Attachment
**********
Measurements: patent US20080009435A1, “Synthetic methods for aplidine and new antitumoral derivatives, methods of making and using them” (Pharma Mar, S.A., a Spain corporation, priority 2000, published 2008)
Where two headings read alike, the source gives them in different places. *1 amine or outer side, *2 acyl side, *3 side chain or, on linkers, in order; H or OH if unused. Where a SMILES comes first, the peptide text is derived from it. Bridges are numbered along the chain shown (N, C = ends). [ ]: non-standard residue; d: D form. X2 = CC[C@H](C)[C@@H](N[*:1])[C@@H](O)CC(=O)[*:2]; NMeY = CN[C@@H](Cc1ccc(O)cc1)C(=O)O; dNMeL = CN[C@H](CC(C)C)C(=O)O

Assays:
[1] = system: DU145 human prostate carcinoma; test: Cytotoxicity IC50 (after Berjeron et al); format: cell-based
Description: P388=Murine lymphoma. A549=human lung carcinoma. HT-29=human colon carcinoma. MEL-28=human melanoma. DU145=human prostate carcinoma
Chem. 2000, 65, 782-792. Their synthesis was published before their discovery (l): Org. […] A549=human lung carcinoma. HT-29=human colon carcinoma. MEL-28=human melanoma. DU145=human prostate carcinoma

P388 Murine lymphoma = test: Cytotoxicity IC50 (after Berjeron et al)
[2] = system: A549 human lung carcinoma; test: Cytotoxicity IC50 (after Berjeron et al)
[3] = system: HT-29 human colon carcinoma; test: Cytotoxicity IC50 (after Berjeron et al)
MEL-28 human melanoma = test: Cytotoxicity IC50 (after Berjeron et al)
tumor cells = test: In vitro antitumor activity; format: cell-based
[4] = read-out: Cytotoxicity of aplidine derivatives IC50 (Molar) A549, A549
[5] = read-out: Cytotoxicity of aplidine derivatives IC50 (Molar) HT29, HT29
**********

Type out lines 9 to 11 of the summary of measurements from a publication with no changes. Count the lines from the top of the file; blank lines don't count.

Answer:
[3] = system: HT-29 human colon carcinoma; test: Cytotoxicity IC50 (after Berjeron et al)
MEL-28 human melanoma = test: Cytotoxicity IC50 (after Berjeron et al)
tumor cells = test: In vitro antitumor activity; format: cell-based